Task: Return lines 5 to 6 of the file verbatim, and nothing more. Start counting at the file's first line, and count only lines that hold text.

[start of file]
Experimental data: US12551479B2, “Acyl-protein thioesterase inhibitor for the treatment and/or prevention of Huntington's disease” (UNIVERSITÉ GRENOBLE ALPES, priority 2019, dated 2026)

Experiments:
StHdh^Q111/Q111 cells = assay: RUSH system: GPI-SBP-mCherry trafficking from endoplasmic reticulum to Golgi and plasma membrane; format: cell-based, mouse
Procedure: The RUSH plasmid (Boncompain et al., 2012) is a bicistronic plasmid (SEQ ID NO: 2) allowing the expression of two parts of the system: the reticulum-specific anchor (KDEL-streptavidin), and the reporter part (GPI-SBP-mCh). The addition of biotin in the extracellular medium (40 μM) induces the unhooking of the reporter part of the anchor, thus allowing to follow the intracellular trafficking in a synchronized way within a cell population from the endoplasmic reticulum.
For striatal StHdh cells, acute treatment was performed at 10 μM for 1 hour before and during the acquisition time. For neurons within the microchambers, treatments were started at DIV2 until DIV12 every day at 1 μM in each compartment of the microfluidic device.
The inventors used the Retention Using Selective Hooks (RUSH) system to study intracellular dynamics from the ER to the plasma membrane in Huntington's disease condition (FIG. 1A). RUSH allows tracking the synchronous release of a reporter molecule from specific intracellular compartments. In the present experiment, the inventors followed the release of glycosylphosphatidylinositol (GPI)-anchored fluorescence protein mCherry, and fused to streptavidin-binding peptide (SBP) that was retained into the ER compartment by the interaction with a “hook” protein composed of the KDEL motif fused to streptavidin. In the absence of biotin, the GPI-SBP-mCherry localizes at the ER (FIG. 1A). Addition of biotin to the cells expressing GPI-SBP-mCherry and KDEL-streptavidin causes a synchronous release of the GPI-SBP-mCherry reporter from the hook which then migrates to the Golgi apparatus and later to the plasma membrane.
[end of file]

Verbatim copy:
For striatal StHdh cells, acute treatment was performed at 10 μM for 1 hour before and during the acquisition time. For neurons within the microchambers, treatments were started at DIV2 until DIV12 every day at 1 μM in each compartment of the microfluidic device.
The inventors used the Retention Using Selective Hooks (RUSH) system to study intracellular dynamics from the ER to the plasma membrane in Huntington's disease condition (FIG. 1A). RUSH allows tracking the synchronous release of a reporter molecule from specific intracellular compartments. In the present experiment, the inventors followed the release of glycosylphosphatidylinositol (GPI)-anchored fluorescence protein mCherry, and fused to streptavidin-binding peptide (SBP) that was retained into the ER compartment by the interaction with a “hook” protein composed of the KDEL motif fused to streptavidin. In the absence of biotin, the GPI-SBP-mCherry localizes at the ER (FIG. 1A). Addition of biotin to the cells expressing GPI-SBP-mCherry and KDEL-streptavidin causes a synchronous release of the GPI-SBP-mCherry reporter from the hook which then migrates to the Golgi apparatus and later to the plasma membrane.